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<<back forward>> -- News and information about meteor showers, solar flares, auroras, and near-Earth asteroids
Current conditions
Solar wind
speed: 394.2 km/sec
density: 2.9 protons/cm3
explanation | more data
Updated: Today at 2345 UT
X-ray Solar Flares
6-hr max: B3
1840 UT Dec26
24-hr: B4
1655 UT Dec26
explanation | more data
Updated: Today at: 2340 UT
Daily Sun: 26 Dec. 09
A new sunspot is emerging at the circled location. Its magnetic polarity identifies it as a member of new Solar Cycle 24. Image credit: SOHO/MDI
Sunspot number: 0
What is the sunspot number?
Updated 25 Dec 2009

Spotless Days
Current Stretch: 1 days
2009 total: 260 days (72%)
Since 2004: 771 days
Typical Solar Min: 485 days
explanation | more info
Updated 25 Dec 2009

The Radio Sun
10.7 cm flux: 76 sfu
explanation | more data
Updated 25 Dec 2009

Far side of the Sun:
This holographic image reveals no sunspots on the far side of the sun. Image credit: SOHO/MDI
Planetary K-index
Now: Kp= 0 quiet
24-hr max: Kp= 2
explanation | more data
Current Auroral Oval:
Switch to: Europe, USA, New Zealand, Antarctica
Interplanetary Mag. Field
Btotal: 3.8 nT
Bz: 1.5 nT north
explanation | more data
Updated: Today at 2346 UT
Coronal Holes:
There are no large coronal holes in the Earth-facing side of the sun. Credit: SOHO Extreme UV Telescope
NOAA Forecasts
Updated at: 2009 Dec 26 2201 UTC
0-24 hr
24-48 hr
01 %
01 %
01 %
01 %
Geomagnetic Storms:
Probabilities for significant disturbances in Earth's magnetic field are given for three activity levels: active, minor storm, severe storm
Updated at: 2009 Dec 26 2201 UTC
0-24 hr
24-48 hr
05 %
05 %
01 %
01 %
01 %
01 %
High latitudes
0-24 hr
24-48 hr
05 %
05 %
01 %
01 %
01 %
01 %
What's up in Space
December 26, 2009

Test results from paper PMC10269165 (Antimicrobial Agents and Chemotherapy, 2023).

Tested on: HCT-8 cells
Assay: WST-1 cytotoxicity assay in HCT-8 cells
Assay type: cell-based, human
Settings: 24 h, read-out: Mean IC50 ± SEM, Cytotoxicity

ASTRONOMY ALERTS: Looking for a unique and affordable gift? Give the heavens for Christmas at Spaceweather PHONE.


BIG INTERSTELLAR DISCOVERY: The solar system is passing through an interstellar cloud that physics says should not exist. In the Dec. 24th issue of Nature, a team of scientists reveal how NASA's Voyager spacecraft have solved the mystery. Get the full story from Science@NASA.

CLOUDS ON MARS: Earth and Mars are converging for a close encounter at the end of January 2010. At closest approach on Jan. 27th, the two planets will be 99 million km (0.66 AU) apart and Mars will shine like a bright orange star high in the midnight sky. Although the best views are more than a month away, it is already possible to see beautiful details through backyard telescopes. Emil Kraaikamp sends this image from Ruinerwold, The Netherlands:

Click to launch a 2.7 hour time-lapse movie

"I took the picture using a 10-inch Meade Starfinder," says Kraaikamp. The planet's most eye-catching feature is the huge polar ice cap, but Kraaikamp points out something else: "Sometimes, pale blue orographic clouds can be seen hovering above ancient volcanoes on Mars. In this image, the clouds are present over Arsia Mons, Pavonis Mons, Ascraeus Mons, and the biggest volcano of all, Olympus Mons." They are particularly conspicuous in this animation of Mars rotating.